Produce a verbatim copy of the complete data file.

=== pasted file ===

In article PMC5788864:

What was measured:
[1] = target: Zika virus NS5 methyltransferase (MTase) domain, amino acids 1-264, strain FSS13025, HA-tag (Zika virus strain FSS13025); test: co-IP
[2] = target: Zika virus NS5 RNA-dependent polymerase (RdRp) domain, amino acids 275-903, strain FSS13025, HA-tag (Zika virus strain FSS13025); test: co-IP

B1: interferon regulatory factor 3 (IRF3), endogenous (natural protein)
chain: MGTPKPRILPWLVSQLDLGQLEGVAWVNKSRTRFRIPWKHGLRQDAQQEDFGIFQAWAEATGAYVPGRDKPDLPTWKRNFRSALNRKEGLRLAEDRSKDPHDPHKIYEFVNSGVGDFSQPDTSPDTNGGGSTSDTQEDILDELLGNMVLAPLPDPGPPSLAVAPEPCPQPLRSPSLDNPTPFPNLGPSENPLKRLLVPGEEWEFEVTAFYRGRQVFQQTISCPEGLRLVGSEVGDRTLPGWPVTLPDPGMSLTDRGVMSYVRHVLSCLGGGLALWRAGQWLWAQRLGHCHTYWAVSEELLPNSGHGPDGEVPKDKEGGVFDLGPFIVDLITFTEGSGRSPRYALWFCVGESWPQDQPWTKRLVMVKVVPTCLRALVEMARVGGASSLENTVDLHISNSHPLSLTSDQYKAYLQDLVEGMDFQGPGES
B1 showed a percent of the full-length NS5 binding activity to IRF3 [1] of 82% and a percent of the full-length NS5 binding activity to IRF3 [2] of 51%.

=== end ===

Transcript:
In article PMC5788864:

What was measured:
[1] = target: Zika virus NS5 methyltransferase (MTase) domain, amino acids 1-264, strain FSS13025, HA-tag (Zika virus strain FSS13025); test: co-IP
[2] = target: Zika virus NS5 RNA-dependent polymerase (RdRp) domain, amino acids 275-903, strain FSS13025, HA-tag (Zika virus strain FSS13025); test: co-IP

B1: interferon regulatory factor 3 (IRF3), endogenous (natural protein)
chain: MGTPKPRILPWLVSQLDLGQLEGVAWVNKSRTRFRIPWKHGLRQDAQQEDFGIFQAWAEATGAYVPGRDKPDLPTWKRNFRSALNRKEGLRLAEDRSKDPHDPHKIYEFVNSGVGDFSQPDTSPDTNGGGSTSDTQEDILDELLGNMVLAPLPDPGPPSLAVAPEPCPQPLRSPSLDNPTPFPNLGPSENPLKRLLVPGEEWEFEVTAFYRGRQVFQQTISCPEGLRLVGSEVGDRTLPGWPVTLPDPGMSLTDRGVMSYVRHVLSCLGGGLALWRAGQWLWAQRLGHCHTYWAVSEELLPNSGHGPDGEVPKDKEGGVFDLGPFIVDLITFTEGSGRSPRYALWFCVGESWPQDQPWTKRLVMVKVVPTCLRALVEMARVGGASSLENTVDLHISNSHPLSLTSDQYKAYLQDLVEGMDFQGPGES
B1 showed a percent of the full-length NS5 binding activity to IRF3 [1] of 82% and a percent of the full-length NS5 binding activity to IRF3 [2] of 51%.